Is it best to drink it straight or make it a latte?
It depends on the type of tea and your taste preference. All teas can be enjoyed on their own. Milk lends itself better to some teas more than others. Spiced black teas make great lattes (like our Dance the Chai Chai) as do green teas (and Matcha). White teas and herbals are probably better left alone.
Which teas pack the most punch from a health standpoint?
Different types of teas offer different health benefits. Peppermint and ginger teas aid with digestion. Turmeric tea eliminates inflammation, increases cognition, helps prevent cancer, strengthens the immune system and eases gastrointestinal distress. It also aids in protecting the heart, regulates diabetes, soothes pain, counters depression and improves skin quality. It’s perfect for when you’re feeling a little run down or under the weather.
Matcha green tea packs the healthiest punch. Unlike steeped tea, Matcha is made by grinding the entire tea leaf into a powder. Because you consume the whole leaf, it has approximately 10 times more nutrients than regular green tea. Matcha powdered green tea has 137 times more antioxidants than regularly brewed green tea. But the amazing health benefits don’t stop there! Here’s a quick list. Matcha:
- Is packed with antioxidants including the powerful EGCg
- Boosts metabolism and burns calories
- Detoxifies effectively and naturally
- Calms the mind and relaxes the body
- Is rich in fiber, chlorophyll and vitamins
- Enhances mood and aids in concentration
- Provides vitamin C, selenium, chromium, zinc and magnesium
- Prevents disease
- Lowers cholesterol and blood sugar
We, of course, love it because it tastes great and makes us want to Soirèe all day! And honestly, that’s not all. To discover even more benefits behind the powerful green Matcha, read our previous post, Five Matcha Green Tea Tidbits You May Not Know.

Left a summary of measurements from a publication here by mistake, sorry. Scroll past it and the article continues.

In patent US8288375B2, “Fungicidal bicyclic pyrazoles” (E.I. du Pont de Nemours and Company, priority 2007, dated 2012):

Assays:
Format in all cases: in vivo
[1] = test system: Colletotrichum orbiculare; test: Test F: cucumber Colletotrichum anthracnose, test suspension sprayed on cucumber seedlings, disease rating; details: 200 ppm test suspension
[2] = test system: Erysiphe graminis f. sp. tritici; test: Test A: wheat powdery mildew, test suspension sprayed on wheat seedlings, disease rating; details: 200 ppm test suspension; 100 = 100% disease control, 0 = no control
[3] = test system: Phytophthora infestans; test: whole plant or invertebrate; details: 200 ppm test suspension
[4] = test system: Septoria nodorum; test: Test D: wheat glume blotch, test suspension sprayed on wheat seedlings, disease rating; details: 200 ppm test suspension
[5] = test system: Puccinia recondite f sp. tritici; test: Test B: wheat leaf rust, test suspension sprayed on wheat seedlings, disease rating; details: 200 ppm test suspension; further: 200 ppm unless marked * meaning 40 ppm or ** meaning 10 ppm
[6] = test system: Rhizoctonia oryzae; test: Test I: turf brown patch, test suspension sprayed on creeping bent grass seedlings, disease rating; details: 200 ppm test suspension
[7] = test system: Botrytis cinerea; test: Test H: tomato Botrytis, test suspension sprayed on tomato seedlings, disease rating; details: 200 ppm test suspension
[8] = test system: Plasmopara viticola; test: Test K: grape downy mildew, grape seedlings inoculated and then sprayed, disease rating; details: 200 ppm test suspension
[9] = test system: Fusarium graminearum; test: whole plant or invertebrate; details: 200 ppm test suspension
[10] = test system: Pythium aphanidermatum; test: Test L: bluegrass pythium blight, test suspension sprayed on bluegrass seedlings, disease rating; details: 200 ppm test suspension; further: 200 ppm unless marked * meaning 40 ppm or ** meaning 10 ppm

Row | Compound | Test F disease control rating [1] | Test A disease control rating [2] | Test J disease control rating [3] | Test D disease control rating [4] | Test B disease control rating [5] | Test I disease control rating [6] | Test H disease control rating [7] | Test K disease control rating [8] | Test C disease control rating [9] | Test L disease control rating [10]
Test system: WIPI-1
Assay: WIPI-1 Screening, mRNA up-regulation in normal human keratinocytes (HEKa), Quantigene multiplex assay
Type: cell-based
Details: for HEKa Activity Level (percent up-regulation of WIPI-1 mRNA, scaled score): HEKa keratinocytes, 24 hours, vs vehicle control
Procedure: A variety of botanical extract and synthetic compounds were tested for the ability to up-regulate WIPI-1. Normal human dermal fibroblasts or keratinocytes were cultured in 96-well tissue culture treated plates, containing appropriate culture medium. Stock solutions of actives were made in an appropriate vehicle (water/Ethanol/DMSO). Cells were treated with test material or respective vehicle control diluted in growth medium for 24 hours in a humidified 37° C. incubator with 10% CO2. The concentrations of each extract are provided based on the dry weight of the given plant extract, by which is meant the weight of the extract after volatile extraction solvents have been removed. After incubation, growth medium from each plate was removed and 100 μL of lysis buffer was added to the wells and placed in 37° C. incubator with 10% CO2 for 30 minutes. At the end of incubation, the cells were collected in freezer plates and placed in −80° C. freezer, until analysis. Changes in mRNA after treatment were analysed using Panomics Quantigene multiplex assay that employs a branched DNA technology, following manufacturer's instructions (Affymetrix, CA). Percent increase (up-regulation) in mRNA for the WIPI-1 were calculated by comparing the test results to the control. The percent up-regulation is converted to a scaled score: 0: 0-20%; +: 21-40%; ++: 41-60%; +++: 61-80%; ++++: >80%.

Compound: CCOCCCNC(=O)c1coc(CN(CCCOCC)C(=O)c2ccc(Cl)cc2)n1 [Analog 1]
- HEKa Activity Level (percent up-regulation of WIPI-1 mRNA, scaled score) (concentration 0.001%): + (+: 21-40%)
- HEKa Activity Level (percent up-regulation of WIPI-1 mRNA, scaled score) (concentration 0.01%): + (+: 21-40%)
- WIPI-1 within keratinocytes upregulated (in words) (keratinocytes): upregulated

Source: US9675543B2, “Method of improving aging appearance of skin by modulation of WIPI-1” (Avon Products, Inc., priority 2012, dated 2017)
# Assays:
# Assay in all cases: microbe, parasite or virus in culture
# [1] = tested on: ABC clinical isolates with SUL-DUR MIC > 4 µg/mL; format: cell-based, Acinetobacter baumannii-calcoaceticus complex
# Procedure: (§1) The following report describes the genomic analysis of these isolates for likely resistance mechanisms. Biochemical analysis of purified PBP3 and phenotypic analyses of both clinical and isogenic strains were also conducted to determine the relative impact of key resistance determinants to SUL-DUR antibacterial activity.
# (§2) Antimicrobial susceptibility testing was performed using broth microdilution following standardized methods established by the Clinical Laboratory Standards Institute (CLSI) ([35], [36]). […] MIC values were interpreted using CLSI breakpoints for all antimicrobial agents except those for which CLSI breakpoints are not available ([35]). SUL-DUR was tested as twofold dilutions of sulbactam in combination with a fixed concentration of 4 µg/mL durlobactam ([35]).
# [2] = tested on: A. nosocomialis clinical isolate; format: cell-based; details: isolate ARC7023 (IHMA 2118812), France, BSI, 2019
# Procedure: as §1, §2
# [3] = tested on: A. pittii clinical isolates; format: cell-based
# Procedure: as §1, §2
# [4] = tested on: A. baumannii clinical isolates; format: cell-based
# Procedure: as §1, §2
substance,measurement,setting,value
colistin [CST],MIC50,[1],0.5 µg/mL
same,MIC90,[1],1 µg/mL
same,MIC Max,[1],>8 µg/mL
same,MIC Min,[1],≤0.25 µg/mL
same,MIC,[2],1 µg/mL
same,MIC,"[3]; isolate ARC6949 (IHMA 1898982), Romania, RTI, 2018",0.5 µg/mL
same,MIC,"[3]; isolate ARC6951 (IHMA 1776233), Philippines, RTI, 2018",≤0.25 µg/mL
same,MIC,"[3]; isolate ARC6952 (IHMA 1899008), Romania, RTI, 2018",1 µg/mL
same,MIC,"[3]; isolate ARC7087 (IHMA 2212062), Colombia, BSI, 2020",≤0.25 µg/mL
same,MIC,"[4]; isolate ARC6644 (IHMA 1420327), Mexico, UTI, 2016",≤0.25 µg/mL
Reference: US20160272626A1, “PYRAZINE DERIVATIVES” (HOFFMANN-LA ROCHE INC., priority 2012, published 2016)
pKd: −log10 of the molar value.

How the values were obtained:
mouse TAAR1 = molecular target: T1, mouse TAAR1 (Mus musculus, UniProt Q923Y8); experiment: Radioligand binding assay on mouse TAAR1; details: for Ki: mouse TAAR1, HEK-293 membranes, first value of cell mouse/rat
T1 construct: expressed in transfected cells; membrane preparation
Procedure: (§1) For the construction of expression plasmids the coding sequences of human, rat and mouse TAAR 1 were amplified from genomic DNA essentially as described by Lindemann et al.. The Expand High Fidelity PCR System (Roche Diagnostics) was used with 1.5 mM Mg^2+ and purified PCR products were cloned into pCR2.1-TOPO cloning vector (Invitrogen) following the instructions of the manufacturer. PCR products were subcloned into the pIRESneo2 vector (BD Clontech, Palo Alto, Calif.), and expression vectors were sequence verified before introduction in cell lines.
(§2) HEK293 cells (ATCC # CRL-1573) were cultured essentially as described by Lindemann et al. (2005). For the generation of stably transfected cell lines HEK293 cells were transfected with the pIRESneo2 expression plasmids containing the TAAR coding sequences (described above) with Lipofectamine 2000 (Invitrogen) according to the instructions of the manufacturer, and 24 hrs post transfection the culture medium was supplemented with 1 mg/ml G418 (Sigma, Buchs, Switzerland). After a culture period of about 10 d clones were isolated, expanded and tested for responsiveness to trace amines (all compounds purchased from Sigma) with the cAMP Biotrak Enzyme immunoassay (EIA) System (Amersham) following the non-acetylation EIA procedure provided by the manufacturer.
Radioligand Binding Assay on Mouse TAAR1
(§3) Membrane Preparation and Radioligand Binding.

Which teas just taste good?
Every single one of them! All teas have their own unique flavors, but they are all delicious!
Which types of teas are best to drink at certain times?
Since black, green and white teas contain caffeine, those are probably best enjoyed in the morning or for some mid-afternoon pep without the crash. Herbals are caffeine free, so those can be enjoyed anytime, even right before bed. Chamomile tea helps you relax and induces sleep, so that is best enjoyed at bedtime. Turmeric and Matcha are packed with amino acids, antioxidants and immune boosting properties, so those are good to enjoy while under the weather – or anytime for that matter – to prevent getting sick.
Becky Goplin is a Marketing Manager and Content Specialist working from her home in Madison, WI. You can catch her typing away on her MacBook, sipping on a chai latte. Find her on Instagram @bgoplin and Twitter @BeckyGoplin.